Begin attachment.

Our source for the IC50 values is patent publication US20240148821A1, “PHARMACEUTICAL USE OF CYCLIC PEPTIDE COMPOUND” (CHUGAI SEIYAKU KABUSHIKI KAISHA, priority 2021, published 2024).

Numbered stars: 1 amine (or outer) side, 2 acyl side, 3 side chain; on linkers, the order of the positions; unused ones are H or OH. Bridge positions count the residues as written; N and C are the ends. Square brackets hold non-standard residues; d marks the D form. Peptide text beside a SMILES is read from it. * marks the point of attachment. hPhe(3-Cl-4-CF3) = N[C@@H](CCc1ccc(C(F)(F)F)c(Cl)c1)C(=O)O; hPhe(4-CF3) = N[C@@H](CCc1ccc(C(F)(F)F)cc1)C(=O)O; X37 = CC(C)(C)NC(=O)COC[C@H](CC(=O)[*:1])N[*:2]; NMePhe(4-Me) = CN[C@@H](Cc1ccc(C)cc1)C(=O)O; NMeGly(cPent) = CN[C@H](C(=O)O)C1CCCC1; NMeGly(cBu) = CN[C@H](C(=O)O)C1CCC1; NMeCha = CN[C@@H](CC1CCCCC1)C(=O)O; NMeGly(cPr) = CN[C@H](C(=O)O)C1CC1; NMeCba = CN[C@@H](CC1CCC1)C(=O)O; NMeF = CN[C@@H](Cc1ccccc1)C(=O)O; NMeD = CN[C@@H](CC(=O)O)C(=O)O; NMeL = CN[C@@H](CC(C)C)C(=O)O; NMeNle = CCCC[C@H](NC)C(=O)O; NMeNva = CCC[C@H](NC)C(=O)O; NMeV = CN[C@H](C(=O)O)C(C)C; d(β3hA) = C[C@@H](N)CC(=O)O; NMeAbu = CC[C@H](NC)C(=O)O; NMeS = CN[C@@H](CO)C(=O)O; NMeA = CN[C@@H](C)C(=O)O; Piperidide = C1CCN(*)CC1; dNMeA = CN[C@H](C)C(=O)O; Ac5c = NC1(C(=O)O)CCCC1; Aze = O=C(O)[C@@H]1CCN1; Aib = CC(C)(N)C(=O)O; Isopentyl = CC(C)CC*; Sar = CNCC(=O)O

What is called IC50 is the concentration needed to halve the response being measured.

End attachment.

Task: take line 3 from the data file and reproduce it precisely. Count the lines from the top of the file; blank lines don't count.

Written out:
What is called IC50 is the concentration needed to halve the response being measured.